This is probably the easiest solution, but even in the current technological climate, there are still some people who regard this as 'cheating', so it's wise to justify in your own mind from the outset if and when this can be regarded as legitimate practice in the context of your music. Some of the situations in which I use backing tapes are as follows. First, recreating a complex studio piece which I am unable to perform on my own; second, for sounds which cannot be performed in real time (eg. slowed down or reversed tape effects), and third, to provide areas of sound texture during which I can alter synth settings.
I feel these are all perfectly acceptable uses of backing tapes, but there is one form of 'cheating' that I could never sanction, and that is miming. Whatever you do, don't try and delude your audience: they'll probably realise what's going on a few minutes into the concert, and all you'll have achieved will be a cheapening of your performance. So, if you haven't really managed to convince yourself that backing tapes are artistically ethical, don't resort to just playing along to a prerecorded album.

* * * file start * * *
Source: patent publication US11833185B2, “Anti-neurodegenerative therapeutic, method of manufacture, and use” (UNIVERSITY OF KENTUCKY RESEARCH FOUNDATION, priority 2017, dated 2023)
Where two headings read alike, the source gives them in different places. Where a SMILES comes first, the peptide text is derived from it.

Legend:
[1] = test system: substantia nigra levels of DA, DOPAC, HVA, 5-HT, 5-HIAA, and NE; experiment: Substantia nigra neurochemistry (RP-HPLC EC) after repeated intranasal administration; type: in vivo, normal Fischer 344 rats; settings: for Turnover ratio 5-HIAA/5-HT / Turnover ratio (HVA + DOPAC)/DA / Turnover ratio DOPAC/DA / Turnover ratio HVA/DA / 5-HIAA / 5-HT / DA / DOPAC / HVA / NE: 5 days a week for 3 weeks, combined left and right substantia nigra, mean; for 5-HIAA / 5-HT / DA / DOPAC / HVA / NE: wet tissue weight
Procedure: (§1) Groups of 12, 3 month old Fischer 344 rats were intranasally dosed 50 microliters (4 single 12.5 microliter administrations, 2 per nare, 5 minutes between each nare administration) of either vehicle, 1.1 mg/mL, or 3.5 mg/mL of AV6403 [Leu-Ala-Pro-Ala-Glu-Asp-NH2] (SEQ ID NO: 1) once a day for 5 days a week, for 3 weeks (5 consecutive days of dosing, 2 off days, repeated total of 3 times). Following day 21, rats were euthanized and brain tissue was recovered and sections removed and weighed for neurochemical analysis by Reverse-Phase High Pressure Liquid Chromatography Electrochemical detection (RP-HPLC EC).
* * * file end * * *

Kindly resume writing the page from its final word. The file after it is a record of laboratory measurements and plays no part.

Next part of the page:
Of course, backing tape unbelievers can always resort to the use of sequencers and/or drum machines, but let's face it, some of the newer designs in this area have such huge memory capacities that if you're against backing tapes, you've got to be against using these machines as well, or else risk being accused of gross hypocrisy.
Well, that's my view anyway. If it seems as if I'm going on about this subject at rather too great a length, I apologise. But I do feel that the excessive use of backing tapes has caused many people to gain a vague impression of electronic music as being dull, monotonous and repetitious, lacking in human invention. And that impression, is, of course, misguided.